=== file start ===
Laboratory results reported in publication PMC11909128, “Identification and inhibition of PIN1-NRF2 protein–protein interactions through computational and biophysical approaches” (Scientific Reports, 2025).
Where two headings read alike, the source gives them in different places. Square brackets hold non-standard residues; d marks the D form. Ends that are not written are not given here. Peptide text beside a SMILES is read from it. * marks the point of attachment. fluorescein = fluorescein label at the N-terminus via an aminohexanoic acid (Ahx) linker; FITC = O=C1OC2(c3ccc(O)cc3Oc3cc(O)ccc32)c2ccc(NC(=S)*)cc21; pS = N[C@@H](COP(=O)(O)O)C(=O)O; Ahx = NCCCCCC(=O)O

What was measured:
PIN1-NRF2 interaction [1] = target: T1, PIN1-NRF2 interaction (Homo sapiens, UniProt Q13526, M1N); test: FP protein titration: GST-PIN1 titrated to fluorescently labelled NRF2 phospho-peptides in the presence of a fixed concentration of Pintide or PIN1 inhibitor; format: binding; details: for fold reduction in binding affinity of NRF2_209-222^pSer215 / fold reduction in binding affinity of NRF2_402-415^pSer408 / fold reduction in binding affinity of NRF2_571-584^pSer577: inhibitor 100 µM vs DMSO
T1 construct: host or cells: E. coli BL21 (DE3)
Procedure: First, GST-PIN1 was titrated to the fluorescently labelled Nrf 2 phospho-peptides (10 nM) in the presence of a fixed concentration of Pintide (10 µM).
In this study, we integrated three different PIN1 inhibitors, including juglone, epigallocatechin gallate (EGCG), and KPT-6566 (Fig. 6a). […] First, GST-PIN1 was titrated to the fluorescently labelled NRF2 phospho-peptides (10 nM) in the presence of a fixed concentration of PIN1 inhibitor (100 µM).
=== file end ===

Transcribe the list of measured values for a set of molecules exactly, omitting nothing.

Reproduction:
Laboratory results reported in publication PMC11909128, “Identification and inhibition of PIN1-NRF2 protein–protein interactions through computational and biophysical approaches” (Scientific Reports, 2025).
Where two headings read alike, the source gives them in different places. Square brackets hold non-standard residues; d marks the D form. Ends that are not written are not given here. Peptide text beside a SMILES is read from it. * marks the point of attachment. fluorescein = fluorescein label at the N-terminus via an aminohexanoic acid (Ahx) linker; FITC = O=C1OC2(c3ccc(O)cc3Oc3cc(O)ccc32)c2ccc(NC(=S)*)cc21; pS = N[C@@H](COP(=O)(O)O)C(=O)O; Ahx = NCCCCCC(=O)O

What was measured:
PIN1-NRF2 interaction [1] = target: T1, PIN1-NRF2 interaction (Homo sapiens, UniProt Q13526, M1N); test: FP protein titration: GST-PIN1 titrated to fluorescently labelled NRF2 phospho-peptides in the presence of a fixed concentration of Pintide or PIN1 inhibitor; format: binding; details: for fold reduction in binding affinity of NRF2_209-222^pSer215 / fold reduction in binding affinity of NRF2_402-415^pSer408 / fold reduction in binding affinity of NRF2_571-584^pSer577: inhibitor 100 µM vs DMSO
T1 construct: host or cells: E. coli BL21 (DE3)
Procedure: First, GST-PIN1 was titrated to the fluorescently labelled Nrf 2 phospho-peptides (10 nM) in the presence of a fixed concentration of Pintide (10 µM).
In this study, we integrated three different PIN1 inhibitors, including juglone, epigallocatechin gallate (EGCG), and KPT-6566 (Fig. 6a). […] First, GST-PIN1 was titrated to the fluorescently labelled NRF2 phospho-peptides (10 nM) in the presence of a fixed concentration of PIN1 inhibitor (100 µM).